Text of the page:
New Musics fest showcases original electroacoustics

by Joseph Debonis | 5/2/07 10:31pm

According to the brochure, "'Cusp' is the unraveling of the voice into a chaotic electronic soundscape. Musically, it tries gradually to create a thin line between the acoustic space of the piano and voice and the electronic vocal-oriented space of the recording. Lyrically, it refers to a cathartic rediscovery of self."

The above describes electroacoustic music graduate student Carmen Caruso's "Cusp"; it is merely the tip of the inventive (and remarkably creative) iceberg that is the 29th annual Festival of New Musics. A weeklong event that commenced with "E-Concert: Electronic Music" on April 29 and will continue through this Sunday's "G Concert: Undergraduates, Graduates and Gamelan," the annual festival showcases the graduate and undergraduate work in Dartmouth's celebrated electroacoustic music program. It also hosts a group of talented faculty and special guests who are present-day Goliaths on the international new-musics scene.

"[The festival] provides a link between the basement of the Hop or Bregman Studio to the rest of the Dartmouth community. Unbeknownst to many Dartmouth students, Dartmouth has been home to some of the foremost contemporary composers and electroacoustic composers -- professors Christian Wolff, Charles Dodge, Jon Appleton, Kui Dong, Larry Polansky," said Katey Blumenthal '06, the festival's coordinator. "That students can work with such a talented group of musicians ... is a really special part about Dartmouth."

Special guests for this year include the Barton Ensemble, which performed on Tuesday evening during the "B-Concert." The Amsterdam-based ensemble creates "composer-portrait" concerts that focus on the work of specific, leading contemporary composers.

Sunday's "E-Concert: Electronic Music" featured the most current offerings of graduate students and faculty in the electroacoustic music program, while Tuesday's "B-Concert" jointly offered listeners a performance by The Barton Workshop and original compositions by both graduate and undergraduate students. Award-winning animations by Sonia Lei '08 and Adam Belanich '08 were screened, complete with original music composed by graduate students Sean Peuquet and Charlie DeTar.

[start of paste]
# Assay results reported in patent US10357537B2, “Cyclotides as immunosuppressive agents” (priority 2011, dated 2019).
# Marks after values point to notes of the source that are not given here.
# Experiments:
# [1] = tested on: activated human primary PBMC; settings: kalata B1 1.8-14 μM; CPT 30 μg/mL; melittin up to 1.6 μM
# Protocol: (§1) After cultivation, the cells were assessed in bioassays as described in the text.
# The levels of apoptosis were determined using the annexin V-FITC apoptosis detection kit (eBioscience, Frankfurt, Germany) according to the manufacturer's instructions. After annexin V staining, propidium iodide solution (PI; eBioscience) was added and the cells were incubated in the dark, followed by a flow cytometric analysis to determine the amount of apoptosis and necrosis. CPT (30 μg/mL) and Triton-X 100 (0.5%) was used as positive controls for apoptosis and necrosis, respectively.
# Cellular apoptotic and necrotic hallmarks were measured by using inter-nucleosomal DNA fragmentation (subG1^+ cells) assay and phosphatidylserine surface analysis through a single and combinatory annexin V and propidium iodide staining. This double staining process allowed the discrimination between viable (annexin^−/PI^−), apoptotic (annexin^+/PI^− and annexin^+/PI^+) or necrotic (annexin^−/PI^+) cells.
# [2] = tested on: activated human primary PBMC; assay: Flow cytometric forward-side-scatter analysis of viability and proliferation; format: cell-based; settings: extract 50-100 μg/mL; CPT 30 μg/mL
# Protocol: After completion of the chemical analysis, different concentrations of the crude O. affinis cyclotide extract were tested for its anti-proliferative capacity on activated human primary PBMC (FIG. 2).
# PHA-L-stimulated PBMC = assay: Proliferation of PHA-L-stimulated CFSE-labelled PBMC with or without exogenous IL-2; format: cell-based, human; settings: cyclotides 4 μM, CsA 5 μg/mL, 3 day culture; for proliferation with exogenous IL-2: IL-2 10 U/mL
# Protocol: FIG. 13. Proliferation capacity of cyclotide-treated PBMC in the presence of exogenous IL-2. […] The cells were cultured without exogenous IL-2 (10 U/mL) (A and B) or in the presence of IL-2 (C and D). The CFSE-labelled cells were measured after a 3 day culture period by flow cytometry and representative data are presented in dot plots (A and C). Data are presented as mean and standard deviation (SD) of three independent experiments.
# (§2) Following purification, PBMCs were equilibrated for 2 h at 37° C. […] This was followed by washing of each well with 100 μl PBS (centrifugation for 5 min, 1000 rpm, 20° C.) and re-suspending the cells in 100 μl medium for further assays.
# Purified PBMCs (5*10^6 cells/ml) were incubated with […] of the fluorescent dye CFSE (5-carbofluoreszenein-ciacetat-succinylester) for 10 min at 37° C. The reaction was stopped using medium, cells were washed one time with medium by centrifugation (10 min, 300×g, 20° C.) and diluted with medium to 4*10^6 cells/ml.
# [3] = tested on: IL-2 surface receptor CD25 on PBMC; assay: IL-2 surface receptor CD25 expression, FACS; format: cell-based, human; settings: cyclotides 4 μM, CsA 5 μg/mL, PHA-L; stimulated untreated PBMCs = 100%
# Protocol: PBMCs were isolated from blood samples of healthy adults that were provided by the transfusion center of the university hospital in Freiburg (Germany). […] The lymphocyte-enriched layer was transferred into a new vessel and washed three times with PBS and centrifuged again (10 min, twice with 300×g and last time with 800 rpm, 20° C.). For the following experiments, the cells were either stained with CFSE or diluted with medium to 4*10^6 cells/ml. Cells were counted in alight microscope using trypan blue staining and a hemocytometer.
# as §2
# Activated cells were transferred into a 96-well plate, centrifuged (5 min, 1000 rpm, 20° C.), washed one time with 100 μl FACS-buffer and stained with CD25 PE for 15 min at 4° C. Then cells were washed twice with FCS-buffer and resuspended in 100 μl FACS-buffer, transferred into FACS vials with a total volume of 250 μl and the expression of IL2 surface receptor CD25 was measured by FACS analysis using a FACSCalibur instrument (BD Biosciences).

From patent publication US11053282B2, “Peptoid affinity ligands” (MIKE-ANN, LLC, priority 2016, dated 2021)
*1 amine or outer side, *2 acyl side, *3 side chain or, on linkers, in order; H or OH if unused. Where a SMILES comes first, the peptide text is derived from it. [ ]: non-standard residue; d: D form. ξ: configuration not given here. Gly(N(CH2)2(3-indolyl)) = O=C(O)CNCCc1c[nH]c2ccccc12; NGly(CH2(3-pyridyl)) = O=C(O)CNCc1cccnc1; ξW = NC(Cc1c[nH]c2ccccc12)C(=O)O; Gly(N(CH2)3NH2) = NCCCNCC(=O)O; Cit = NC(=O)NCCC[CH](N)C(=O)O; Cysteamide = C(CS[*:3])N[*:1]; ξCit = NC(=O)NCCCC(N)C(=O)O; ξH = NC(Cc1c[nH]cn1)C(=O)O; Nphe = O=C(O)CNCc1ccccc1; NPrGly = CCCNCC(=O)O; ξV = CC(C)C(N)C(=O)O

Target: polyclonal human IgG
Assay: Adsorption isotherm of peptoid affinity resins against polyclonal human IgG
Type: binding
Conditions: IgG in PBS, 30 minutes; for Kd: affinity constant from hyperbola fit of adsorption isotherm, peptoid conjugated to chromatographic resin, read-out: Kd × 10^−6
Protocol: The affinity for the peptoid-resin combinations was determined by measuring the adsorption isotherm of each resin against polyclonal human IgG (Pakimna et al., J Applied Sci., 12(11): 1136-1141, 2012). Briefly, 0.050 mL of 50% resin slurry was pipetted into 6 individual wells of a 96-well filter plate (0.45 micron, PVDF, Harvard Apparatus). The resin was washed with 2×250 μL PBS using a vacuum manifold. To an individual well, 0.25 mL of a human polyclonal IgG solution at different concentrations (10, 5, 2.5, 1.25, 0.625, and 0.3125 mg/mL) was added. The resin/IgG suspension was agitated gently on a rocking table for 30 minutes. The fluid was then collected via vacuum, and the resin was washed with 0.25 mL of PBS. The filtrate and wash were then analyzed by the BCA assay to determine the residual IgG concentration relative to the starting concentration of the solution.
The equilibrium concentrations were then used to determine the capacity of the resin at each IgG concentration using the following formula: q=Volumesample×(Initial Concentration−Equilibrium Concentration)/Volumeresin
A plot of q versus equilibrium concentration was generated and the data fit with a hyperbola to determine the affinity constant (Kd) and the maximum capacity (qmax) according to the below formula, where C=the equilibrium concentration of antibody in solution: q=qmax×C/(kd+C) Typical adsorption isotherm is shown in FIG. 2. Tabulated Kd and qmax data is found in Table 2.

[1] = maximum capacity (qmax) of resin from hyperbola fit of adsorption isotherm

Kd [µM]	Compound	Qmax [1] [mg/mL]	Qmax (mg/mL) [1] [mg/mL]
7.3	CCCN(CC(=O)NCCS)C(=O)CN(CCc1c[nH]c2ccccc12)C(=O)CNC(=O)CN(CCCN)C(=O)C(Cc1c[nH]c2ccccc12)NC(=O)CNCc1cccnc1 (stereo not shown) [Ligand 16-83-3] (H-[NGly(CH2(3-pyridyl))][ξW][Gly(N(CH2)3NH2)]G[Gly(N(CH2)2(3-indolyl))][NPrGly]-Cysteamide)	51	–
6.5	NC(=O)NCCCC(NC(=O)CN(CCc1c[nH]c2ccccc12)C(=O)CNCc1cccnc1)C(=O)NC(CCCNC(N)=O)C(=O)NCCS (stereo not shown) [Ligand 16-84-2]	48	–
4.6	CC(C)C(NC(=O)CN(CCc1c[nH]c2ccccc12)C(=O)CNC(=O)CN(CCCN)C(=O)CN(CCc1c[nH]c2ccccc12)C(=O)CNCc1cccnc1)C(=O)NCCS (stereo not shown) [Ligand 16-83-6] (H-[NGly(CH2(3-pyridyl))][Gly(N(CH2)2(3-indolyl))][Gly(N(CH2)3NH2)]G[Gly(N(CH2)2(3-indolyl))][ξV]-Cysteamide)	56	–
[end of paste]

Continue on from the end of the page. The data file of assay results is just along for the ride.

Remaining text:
"It is really special when we can make the festival interdisciplinary; it always brings more to the concerts," Blumenthal said.

"A-Concert: Acoustic Music by Living Composers" on Wednesday exhibited performances by students, faculty, visiting artist Tod Meehan and the Contemporary Music Ensemble (students in Music 50).

"I-Concert: Improvisations" will take place in Faulkner Recital Hall on Saturday at 8 p.m. Faculty, visiting faculty, special guests and Dartmouth's very own "The Ice Cream Truck," consisting of 10 undergraduates, will improvise pieces in the most contemporary of styles.

The cutting-edge Festival of New Musics will conclude this Sunday with "G-Concert: Undergraduates, Graduates and Gamelan." Kim Tran '07, who played guitar in Tuesday's concert for a piece by Patrick Handler '07, will have two of her short study pieces played at Sunday's "G-Concert" at Top of the Hop.

"It's always really exciting for composers to be able to hear their works performed. There are not many venues around campus for musicians, especially composers, to get their voices heard," Tran said.

Though Tran said that she wishes more undergraduates were involved in the concerts, the attendance of Dartmouth students at the Festival's events is equally important.

"Going to hear concerts that are a bit 'out there' is a good a way to test how open your mind is and how you react to things that might take you outside your comfort zone," she said.

Tran's description of one of her own songs (to be performed Sunday) exemplifies "out there:" "[It] is called the 'Nut Song,' which uses syllables of different kinds of nuts (pistachio, cashew, macadamia), starting off with single syllables and then building rhythmic complexity until the nuts' names are sort of recognizable subliminally, and then tapering back down to single syllables again."

College, after all, is just the time for expanding one's horizons.